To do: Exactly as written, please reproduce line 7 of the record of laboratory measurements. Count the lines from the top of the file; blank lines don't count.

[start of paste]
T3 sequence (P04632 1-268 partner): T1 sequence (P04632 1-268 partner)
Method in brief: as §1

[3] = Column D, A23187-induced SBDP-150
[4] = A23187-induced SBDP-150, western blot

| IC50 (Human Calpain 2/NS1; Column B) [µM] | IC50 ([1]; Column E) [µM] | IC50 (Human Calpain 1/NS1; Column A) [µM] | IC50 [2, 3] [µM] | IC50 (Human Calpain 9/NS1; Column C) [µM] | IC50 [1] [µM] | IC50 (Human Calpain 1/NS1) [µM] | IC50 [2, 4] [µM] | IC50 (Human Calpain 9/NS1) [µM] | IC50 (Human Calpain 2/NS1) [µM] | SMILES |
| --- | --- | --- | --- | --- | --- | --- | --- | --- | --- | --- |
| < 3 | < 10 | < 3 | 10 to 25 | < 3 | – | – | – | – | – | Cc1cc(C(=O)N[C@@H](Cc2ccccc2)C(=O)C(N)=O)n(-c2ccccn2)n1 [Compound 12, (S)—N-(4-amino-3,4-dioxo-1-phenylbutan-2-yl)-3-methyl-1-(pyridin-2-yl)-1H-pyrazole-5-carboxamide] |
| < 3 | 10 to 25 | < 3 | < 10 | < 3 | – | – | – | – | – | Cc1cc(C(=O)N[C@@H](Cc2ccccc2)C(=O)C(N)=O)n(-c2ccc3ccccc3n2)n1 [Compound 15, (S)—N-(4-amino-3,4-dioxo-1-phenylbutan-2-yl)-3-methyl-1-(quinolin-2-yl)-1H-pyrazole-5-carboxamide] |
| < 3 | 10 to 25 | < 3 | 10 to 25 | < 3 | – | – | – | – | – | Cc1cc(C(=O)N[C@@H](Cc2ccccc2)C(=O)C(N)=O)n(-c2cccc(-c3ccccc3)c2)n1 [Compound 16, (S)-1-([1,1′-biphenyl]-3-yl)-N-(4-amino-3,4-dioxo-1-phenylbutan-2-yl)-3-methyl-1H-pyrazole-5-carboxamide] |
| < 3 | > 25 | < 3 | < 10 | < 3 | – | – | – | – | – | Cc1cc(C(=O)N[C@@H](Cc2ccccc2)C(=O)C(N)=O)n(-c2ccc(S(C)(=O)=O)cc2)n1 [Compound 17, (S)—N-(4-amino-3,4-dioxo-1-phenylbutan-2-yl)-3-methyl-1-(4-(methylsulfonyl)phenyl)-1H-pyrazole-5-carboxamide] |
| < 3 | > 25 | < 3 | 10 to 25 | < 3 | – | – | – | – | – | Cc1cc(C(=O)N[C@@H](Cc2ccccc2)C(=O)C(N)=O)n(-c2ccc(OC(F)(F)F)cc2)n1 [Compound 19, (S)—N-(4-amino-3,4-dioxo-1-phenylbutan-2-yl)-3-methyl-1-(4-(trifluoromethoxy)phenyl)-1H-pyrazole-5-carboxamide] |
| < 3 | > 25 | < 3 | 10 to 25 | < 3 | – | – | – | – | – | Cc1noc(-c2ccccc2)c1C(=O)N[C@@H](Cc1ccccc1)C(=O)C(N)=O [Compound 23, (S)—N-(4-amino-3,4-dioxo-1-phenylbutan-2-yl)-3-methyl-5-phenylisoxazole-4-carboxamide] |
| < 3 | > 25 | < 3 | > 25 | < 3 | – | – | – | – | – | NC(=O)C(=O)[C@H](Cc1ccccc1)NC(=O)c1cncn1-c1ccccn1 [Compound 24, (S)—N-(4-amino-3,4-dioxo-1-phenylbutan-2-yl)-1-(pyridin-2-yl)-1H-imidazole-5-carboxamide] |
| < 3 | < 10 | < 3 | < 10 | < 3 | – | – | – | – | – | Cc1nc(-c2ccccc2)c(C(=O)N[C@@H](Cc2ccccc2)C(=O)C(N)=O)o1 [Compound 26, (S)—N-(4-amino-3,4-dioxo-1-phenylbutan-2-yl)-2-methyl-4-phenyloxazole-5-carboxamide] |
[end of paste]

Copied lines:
| < 3 | < 10 | < 3 | 10 to 25 | < 3 | – | – | – | – | – | Cc1cc(C(=O)N[C@@H](Cc2ccccc2)C(=O)C(N)=O)n(-c2ccccn2)n1 [Compound 12, (S)—N-(4-amino-3,4-dioxo-1-phenylbutan-2-yl)-3-methyl-1-(pyridin-2-yl)-1H-pyrazole-5-carboxamide] |